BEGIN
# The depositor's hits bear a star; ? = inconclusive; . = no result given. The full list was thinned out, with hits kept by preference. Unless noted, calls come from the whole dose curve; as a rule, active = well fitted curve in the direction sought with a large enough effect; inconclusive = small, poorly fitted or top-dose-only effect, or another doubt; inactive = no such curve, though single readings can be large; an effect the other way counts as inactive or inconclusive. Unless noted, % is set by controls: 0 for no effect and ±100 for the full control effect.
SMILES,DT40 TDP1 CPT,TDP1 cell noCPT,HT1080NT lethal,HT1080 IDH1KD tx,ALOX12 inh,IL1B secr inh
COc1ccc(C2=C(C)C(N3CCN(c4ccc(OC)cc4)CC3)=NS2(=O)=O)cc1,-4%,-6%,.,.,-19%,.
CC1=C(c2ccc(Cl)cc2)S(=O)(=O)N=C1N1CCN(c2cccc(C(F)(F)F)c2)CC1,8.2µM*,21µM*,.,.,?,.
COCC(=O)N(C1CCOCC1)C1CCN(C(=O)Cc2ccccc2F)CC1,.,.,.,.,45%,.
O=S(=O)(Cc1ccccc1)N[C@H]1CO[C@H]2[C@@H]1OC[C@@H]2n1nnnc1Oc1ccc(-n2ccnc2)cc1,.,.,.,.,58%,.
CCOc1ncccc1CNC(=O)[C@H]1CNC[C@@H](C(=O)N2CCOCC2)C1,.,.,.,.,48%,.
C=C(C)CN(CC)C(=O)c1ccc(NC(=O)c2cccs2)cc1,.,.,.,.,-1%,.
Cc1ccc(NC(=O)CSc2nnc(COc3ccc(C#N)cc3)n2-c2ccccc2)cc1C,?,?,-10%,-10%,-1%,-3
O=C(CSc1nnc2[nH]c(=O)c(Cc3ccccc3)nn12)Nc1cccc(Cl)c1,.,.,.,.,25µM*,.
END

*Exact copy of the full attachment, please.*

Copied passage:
# The depositor's hits bear a star; ? = inconclusive; . = no result given. The full list was thinned out, with hits kept by preference. Unless noted, calls come from the whole dose curve; as a rule, active = well fitted curve in the direction sought with a large enough effect; inconclusive = small, poorly fitted or top-dose-only effect, or another doubt; inactive = no such curve, though single readings can be large; an effect the other way counts as inactive or inconclusive. Unless noted, % is set by controls: 0 for no effect and ±100 for the full control effect.
SMILES,DT40 TDP1 CPT,TDP1 cell noCPT,HT1080NT lethal,HT1080 IDH1KD tx,ALOX12 inh,IL1B secr inh
COc1ccc(C2=C(C)C(N3CCN(c4ccc(OC)cc4)CC3)=NS2(=O)=O)cc1,-4%,-6%,.,.,-19%,.
CC1=C(c2ccc(Cl)cc2)S(=O)(=O)N=C1N1CCN(c2cccc(C(F)(F)F)c2)CC1,8.2µM*,21µM*,.,.,?,.
COCC(=O)N(C1CCOCC1)C1CCN(C(=O)Cc2ccccc2F)CC1,.,.,.,.,45%,.
O=S(=O)(Cc1ccccc1)N[C@H]1CO[C@H]2[C@@H]1OC[C@@H]2n1nnnc1Oc1ccc(-n2ccnc2)cc1,.,.,.,.,58%,.
CCOc1ncccc1CNC(=O)[C@H]1CNC[C@@H](C(=O)N2CCOCC2)C1,.,.,.,.,48%,.
C=C(C)CN(CC)C(=O)c1ccc(NC(=O)c2cccs2)cc1,.,.,.,.,-1%,.
Cc1ccc(NC(=O)CSc2nnc(COc3ccc(C#N)cc3)n2-c2ccccc2)cc1C,?,?,-10%,-10%,-1%,-3
O=C(CSc1nnc2[nH]c(=O)c(Cc3ccccc3)nn12)Nc1cccc(Cl)c1,.,.,.,.,25µM*,.